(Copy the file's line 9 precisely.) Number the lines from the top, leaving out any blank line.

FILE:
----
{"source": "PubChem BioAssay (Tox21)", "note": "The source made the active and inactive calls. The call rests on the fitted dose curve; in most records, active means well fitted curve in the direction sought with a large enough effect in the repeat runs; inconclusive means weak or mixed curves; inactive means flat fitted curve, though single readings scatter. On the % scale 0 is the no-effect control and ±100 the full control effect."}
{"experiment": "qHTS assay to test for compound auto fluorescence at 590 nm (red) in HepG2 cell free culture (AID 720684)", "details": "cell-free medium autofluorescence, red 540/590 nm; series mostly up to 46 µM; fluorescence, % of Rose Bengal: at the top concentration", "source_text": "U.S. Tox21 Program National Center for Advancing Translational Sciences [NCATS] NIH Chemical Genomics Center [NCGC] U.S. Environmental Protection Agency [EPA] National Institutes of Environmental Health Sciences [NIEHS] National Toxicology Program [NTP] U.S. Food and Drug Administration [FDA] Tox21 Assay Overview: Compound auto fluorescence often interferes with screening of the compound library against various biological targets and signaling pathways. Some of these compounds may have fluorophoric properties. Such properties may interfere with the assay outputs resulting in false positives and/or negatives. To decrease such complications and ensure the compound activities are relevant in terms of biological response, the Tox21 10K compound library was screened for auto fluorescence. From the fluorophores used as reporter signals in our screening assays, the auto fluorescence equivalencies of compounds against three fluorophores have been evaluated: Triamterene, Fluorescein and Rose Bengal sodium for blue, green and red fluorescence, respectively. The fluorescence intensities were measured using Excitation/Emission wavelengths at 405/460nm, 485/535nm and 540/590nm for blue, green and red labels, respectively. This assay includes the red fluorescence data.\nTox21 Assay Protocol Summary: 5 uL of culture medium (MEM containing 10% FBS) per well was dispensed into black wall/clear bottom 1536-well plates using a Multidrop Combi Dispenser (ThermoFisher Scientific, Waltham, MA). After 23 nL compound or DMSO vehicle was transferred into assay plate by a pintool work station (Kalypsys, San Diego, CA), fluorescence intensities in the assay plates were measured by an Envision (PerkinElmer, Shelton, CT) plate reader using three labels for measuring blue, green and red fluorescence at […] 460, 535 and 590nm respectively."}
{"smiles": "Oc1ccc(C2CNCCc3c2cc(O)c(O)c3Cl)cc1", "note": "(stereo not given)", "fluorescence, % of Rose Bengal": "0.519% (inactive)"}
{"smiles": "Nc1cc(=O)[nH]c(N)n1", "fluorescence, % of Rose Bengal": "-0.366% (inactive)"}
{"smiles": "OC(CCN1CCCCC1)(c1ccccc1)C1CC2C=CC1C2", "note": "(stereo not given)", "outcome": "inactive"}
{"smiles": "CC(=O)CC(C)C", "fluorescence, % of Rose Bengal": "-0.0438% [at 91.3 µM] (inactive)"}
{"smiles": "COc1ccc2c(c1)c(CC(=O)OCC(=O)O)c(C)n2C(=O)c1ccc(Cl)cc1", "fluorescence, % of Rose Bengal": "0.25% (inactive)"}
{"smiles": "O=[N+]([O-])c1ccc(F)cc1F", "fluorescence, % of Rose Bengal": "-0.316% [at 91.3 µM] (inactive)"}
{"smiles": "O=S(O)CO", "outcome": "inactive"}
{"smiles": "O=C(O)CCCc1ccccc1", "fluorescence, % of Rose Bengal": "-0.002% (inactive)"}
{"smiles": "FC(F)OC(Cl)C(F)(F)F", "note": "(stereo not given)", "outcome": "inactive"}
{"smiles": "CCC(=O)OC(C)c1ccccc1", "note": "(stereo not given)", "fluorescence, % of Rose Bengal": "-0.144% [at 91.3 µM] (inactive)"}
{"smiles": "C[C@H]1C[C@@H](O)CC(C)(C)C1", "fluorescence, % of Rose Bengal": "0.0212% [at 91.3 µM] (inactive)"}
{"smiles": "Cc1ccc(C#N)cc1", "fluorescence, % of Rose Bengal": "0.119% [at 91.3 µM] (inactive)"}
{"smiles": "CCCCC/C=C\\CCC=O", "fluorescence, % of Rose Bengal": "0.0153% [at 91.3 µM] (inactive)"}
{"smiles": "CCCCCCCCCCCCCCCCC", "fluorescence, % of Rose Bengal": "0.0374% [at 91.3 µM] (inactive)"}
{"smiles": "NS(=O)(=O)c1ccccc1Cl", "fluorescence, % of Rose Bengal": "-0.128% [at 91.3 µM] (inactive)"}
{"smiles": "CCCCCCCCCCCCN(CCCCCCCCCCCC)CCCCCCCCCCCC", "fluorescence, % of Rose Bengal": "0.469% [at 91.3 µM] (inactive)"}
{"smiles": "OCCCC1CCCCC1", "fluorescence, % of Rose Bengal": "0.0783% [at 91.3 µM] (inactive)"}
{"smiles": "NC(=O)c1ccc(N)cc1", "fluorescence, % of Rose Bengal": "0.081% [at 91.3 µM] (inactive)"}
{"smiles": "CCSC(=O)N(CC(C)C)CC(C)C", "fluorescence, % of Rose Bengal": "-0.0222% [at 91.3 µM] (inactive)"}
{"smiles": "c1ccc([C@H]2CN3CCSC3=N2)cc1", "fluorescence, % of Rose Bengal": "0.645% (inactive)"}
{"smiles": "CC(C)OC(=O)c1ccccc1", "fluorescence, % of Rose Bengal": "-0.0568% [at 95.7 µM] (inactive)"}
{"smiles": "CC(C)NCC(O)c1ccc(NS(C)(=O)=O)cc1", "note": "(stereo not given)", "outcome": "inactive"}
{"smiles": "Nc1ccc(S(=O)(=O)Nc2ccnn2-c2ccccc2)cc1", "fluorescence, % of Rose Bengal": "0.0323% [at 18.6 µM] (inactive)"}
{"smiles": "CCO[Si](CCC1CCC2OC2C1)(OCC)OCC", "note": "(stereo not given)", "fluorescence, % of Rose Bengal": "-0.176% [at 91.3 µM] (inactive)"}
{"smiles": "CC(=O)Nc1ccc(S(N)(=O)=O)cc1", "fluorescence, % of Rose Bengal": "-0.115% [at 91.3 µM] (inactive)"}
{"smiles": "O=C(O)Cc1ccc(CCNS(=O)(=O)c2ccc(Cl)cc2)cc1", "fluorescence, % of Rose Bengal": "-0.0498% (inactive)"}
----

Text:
{"smiles": "O=S(O)CO", "outcome": "inactive"}